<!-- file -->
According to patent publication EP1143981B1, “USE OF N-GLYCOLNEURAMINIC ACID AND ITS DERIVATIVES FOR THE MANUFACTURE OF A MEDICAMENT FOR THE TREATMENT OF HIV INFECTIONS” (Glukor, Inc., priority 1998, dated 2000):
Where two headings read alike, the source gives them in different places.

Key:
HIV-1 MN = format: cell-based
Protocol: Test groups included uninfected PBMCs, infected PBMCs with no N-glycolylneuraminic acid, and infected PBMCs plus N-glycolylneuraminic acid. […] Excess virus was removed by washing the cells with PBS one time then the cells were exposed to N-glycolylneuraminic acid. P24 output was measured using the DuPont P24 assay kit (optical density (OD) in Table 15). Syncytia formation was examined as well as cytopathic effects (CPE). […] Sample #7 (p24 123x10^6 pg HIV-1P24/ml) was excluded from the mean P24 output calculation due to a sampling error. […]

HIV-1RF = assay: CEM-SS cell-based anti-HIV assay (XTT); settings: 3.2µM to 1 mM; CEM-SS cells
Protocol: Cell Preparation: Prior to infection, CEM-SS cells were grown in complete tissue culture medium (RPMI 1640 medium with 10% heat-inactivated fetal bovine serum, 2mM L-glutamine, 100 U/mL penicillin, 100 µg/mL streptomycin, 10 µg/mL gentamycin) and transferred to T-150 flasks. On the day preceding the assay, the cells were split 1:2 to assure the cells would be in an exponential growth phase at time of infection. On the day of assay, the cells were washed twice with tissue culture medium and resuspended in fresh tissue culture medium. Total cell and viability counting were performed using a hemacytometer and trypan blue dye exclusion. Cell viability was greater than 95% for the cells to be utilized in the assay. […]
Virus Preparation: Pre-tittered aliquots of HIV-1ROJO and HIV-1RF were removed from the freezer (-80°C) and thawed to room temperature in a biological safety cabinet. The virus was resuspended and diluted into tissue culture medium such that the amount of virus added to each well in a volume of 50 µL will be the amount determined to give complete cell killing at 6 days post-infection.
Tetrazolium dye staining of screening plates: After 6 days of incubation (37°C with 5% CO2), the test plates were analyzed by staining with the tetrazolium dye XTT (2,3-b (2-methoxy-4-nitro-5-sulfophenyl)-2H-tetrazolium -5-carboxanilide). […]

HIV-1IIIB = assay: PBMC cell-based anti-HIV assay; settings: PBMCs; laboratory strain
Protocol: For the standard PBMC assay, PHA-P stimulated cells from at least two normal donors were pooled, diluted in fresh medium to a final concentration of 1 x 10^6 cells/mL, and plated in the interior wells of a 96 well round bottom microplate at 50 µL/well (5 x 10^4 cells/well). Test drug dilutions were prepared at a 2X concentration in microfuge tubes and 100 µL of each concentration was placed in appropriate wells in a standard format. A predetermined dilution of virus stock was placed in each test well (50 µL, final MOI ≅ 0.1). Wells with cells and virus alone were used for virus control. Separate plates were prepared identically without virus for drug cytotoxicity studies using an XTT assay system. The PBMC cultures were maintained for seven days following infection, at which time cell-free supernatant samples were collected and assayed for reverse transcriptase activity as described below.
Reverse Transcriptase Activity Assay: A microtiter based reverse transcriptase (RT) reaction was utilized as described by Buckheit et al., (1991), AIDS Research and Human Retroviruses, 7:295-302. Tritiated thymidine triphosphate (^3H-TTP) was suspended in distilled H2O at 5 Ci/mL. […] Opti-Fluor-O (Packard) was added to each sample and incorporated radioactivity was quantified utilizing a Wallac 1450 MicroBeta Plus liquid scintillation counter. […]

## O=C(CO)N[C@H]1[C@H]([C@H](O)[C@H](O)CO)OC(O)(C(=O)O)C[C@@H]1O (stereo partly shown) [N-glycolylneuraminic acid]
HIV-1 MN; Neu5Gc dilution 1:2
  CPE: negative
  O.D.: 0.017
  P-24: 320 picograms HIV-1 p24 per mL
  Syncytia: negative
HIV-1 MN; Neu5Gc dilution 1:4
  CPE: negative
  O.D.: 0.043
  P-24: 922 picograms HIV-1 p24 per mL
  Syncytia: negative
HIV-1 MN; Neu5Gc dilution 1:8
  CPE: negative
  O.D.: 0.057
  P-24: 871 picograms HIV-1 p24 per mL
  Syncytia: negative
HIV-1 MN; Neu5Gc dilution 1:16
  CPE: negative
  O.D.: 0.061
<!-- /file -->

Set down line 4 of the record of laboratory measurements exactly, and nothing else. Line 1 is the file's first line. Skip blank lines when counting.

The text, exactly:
HIV-1 MN = format: cell-based